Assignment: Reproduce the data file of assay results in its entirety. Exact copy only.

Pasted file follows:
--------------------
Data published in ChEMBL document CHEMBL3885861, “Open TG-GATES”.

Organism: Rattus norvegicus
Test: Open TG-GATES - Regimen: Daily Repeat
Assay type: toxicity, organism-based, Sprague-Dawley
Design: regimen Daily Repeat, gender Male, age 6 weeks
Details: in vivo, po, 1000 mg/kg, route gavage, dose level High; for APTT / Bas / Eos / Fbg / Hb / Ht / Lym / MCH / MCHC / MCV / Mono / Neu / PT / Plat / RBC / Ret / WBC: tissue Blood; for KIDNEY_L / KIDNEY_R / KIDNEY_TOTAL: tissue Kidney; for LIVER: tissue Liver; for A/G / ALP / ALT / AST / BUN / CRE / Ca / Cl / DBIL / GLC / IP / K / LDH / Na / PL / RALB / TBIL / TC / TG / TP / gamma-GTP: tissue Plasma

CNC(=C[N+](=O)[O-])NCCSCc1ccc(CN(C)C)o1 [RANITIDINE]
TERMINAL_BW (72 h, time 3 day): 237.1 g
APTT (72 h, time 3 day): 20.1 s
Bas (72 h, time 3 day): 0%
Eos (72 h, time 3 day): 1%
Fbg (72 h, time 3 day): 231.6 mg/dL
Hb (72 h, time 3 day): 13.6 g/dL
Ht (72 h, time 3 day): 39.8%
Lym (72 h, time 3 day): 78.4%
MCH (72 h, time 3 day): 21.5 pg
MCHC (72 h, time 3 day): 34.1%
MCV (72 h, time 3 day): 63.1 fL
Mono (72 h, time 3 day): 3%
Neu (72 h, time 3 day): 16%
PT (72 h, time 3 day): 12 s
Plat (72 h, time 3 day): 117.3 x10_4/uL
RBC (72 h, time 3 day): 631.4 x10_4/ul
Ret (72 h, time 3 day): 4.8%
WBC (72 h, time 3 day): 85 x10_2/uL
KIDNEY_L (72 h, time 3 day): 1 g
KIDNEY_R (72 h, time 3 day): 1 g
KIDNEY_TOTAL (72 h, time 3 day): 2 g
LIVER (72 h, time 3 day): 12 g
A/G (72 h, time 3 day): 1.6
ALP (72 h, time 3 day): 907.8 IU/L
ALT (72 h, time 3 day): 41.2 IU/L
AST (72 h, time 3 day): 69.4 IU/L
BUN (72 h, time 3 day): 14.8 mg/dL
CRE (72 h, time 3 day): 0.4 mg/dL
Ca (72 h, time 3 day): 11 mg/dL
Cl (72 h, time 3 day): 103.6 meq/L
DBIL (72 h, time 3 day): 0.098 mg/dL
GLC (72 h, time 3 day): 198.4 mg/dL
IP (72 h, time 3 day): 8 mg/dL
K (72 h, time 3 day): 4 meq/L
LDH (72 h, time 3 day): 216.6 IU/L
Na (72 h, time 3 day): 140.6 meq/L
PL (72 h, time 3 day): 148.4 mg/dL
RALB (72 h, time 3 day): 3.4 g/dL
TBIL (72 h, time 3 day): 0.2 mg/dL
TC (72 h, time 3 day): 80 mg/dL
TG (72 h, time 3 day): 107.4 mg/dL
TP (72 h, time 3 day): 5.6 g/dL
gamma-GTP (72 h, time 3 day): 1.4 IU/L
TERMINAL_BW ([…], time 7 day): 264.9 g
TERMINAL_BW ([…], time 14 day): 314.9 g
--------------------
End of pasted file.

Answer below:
Data published in ChEMBL document CHEMBL3885861, “Open TG-GATES”.

Organism: Rattus norvegicus
Test: Open TG-GATES - Regimen: Daily Repeat
Assay type: toxicity, organism-based, Sprague-Dawley
Design: regimen Daily Repeat, gender Male, age 6 weeks
Details: in vivo, po, 1000 mg/kg, route gavage, dose level High; for APTT / Bas / Eos / Fbg / Hb / Ht / Lym / MCH / MCHC / MCV / Mono / Neu / PT / Plat / RBC / Ret / WBC: tissue Blood; for KIDNEY_L / KIDNEY_R / KIDNEY_TOTAL: tissue Kidney; for LIVER: tissue Liver; for A/G / ALP / ALT / AST / BUN / CRE / Ca / Cl / DBIL / GLC / IP / K / LDH / Na / PL / RALB / TBIL / TC / TG / TP / gamma-GTP: tissue Plasma

CNC(=C[N+](=O)[O-])NCCSCc1ccc(CN(C)C)o1 [RANITIDINE]
TERMINAL_BW (72 h, time 3 day): 237.1 g
APTT (72 h, time 3 day): 20.1 s
Bas (72 h, time 3 day): 0%
Eos (72 h, time 3 day): 1%
Fbg (72 h, time 3 day): 231.6 mg/dL
Hb (72 h, time 3 day): 13.6 g/dL
Ht (72 h, time 3 day): 39.8%
Lym (72 h, time 3 day): 78.4%
MCH (72 h, time 3 day): 21.5 pg
MCHC (72 h, time 3 day): 34.1%
MCV (72 h, time 3 day): 63.1 fL
Mono (72 h, time 3 day): 3%
Neu (72 h, time 3 day): 16%
PT (72 h, time 3 day): 12 s
Plat (72 h, time 3 day): 117.3 x10_4/uL
RBC (72 h, time 3 day): 631.4 x10_4/ul
Ret (72 h, time 3 day): 4.8%
WBC (72 h, time 3 day): 85 x10_2/uL
KIDNEY_L (72 h, time 3 day): 1 g
KIDNEY_R (72 h, time 3 day): 1 g
KIDNEY_TOTAL (72 h, time 3 day): 2 g
LIVER (72 h, time 3 day): 12 g
A/G (72 h, time 3 day): 1.6
ALP (72 h, time 3 day): 907.8 IU/L
ALT (72 h, time 3 day): 41.2 IU/L
AST (72 h, time 3 day): 69.4 IU/L
BUN (72 h, time 3 day): 14.8 mg/dL
CRE (72 h, time 3 day): 0.4 mg/dL
Ca (72 h, time 3 day): 11 mg/dL
Cl (72 h, time 3 day): 103.6 meq/L
DBIL (72 h, time 3 day): 0.098 mg/dL
GLC (72 h, time 3 day): 198.4 mg/dL
IP (72 h, time 3 day): 8 mg/dL
K (72 h, time 3 day): 4 meq/L
LDH (72 h, time 3 day): 216.6 IU/L
Na (72 h, time 3 day): 140.6 meq/L
PL (72 h, time 3 day): 148.4 mg/dL
RALB (72 h, time 3 day): 3.4 g/dL
TBIL (72 h, time 3 day): 0.2 mg/dL
TC (72 h, time 3 day): 80 mg/dL
TG (72 h, time 3 day): 107.4 mg/dL
TP (72 h, time 3 day): 5.6 g/dL
gamma-GTP (72 h, time 3 day): 1.4 IU/L
TERMINAL_BW ([…], time 7 day): 264.9 g
TERMINAL_BW ([…], time 14 day): 314.9 g